Can Employees Quit and Collect Unemployment Due to Fear of Contracting COVID-19 At Work?
To qualify for unemployment benefits, employees must meet specific eligibility requirements. One of the most common reasons employees do not qualify for unemployment benefits is quitting their job without a good cause. The specific factors of the working environment and the individual’s reasoning for leaving make these issues complicated and must be dealt with on a case-by-case basis. Some employees will qualify for unemployment after proving a “good cause” for quitting due to specific working conditions outlined at their organization, if they need to care for a sick loved one who has contracted COVID-19, or if they need to take a medical leave.
Tips for Employers on How to Manage Employees Who Are Refusing to Come Into Work
Employers across the country and the state of California have been struggling to manage employees who are refusing to come into work for fear of contracting COVID-19. As an employer, there are a few things you can do to try to alleviate the situation:
Educate your employees about COVID-19 and the risks associated with it. Make sure they are aware of the precautions they can take to protect themselves.
Make sure your workplace is clean and free of any potential contaminants. Invest in proper sanitizing supplies and ensure employees follow proper hygiene protocols.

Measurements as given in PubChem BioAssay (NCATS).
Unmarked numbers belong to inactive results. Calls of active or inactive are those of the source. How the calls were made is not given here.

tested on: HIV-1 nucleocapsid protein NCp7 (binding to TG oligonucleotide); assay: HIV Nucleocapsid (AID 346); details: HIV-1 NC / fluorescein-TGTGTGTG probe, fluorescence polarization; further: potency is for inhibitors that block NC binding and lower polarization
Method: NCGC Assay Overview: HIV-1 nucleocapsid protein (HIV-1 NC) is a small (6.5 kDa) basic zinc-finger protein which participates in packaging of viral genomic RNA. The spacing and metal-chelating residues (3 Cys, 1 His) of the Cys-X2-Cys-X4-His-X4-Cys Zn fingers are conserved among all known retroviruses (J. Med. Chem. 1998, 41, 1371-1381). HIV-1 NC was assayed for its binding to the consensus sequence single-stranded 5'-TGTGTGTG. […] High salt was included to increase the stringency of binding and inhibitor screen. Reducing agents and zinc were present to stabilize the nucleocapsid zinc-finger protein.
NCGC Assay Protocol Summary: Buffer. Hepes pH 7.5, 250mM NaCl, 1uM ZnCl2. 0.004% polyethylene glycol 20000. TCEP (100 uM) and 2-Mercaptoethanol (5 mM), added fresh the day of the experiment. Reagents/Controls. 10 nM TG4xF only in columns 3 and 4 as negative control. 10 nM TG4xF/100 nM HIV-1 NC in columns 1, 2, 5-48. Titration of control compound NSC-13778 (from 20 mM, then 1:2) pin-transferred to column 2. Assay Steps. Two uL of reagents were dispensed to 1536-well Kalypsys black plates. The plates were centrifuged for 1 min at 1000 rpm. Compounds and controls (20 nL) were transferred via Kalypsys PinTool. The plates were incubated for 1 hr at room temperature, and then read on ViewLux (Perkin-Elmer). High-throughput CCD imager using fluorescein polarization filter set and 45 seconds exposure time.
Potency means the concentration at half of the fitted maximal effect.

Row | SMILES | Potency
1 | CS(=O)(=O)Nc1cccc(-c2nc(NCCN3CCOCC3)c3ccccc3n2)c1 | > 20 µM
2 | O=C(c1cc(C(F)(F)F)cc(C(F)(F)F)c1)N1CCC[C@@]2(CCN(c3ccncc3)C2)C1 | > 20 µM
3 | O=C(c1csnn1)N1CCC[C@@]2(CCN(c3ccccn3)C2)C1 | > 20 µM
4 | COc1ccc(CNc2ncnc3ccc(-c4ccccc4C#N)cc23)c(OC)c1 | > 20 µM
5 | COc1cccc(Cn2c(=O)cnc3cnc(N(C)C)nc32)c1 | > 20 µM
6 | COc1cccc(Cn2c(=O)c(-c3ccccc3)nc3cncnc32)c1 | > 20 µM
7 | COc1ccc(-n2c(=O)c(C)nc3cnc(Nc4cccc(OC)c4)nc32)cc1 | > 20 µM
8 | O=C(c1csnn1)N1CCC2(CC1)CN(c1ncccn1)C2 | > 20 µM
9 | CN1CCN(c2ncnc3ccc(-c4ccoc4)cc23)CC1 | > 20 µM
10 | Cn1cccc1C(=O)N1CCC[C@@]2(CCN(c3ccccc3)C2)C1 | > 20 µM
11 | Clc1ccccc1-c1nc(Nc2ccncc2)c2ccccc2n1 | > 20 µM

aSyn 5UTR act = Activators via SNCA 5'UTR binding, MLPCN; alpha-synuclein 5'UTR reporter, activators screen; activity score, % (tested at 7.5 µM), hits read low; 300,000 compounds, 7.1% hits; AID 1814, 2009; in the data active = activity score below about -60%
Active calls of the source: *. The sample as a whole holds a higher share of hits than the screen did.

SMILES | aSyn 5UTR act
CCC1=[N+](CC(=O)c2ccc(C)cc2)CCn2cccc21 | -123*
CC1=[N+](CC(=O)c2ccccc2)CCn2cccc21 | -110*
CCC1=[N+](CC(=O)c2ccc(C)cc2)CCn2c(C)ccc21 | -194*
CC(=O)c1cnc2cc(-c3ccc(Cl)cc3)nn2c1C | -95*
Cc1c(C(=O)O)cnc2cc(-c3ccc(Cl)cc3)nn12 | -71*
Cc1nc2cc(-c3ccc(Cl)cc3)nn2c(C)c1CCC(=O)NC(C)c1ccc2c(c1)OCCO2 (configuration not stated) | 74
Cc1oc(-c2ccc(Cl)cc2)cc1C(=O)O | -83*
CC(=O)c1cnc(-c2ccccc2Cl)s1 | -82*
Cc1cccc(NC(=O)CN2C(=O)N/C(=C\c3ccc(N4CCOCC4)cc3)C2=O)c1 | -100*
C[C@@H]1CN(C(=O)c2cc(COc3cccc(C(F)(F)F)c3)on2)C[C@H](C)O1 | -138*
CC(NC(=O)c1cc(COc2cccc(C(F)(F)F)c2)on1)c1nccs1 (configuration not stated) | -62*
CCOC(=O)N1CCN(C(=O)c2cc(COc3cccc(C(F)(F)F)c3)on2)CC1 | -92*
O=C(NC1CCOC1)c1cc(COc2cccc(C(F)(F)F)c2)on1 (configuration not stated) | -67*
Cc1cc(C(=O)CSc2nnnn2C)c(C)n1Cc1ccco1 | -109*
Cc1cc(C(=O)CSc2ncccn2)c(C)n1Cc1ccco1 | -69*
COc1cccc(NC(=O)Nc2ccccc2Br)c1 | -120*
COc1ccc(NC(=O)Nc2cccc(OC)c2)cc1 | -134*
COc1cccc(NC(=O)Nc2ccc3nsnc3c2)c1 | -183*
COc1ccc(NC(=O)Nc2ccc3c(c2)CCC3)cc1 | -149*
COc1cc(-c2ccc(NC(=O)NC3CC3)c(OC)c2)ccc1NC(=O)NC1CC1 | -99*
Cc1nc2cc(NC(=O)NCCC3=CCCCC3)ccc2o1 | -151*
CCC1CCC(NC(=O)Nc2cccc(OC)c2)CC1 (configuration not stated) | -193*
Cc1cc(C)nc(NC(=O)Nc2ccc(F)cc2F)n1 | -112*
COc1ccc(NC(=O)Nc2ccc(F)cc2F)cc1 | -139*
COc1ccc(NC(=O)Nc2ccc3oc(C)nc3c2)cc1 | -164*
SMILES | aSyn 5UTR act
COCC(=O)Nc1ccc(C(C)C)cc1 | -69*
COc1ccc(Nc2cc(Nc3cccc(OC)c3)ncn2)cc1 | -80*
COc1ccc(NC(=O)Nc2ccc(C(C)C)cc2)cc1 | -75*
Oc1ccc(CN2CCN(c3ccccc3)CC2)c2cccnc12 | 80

Try to create a sense of community in the workplace. This can help ease any fears employees may have about contracting the virus. Let everyone know that you are all in this together, and that everyone should work diligently to keep the workplace safe.
If possible, allow employees to work from home from time to time if they feel unsafe coming into the office. This can help prevent the spread of the virus in the workplace.
Keep communication open with your employees. Make sure they know that you are available to answer any questions or address any concerns they may have.
Make sure to follow all applicable government regulations and guidelines when managing employees during a pandemic.
Following these tips, in addition to your unique solutions to address the situation, should help manage employees who are refusing to come to work. Remember that communication is critical in these situations, and be sure to stay patient and understanding with your employees. As the situation progresses, things may change, and you will need to be flexible to adapt to the realities of an evolving pandemic.
Consult With California Employment Counsel for More Expert Advice
If you are an employer in California and are struggling to manage employees who refuse to come to work, it is vital to seek legal advice. The employment attorneys at California Employment Counsel are experienced in dealing with these situations and can provide you with the expert guidance you need. Contact us today to explore your legal options and learn more about how we can help your business thrive during these difficult times.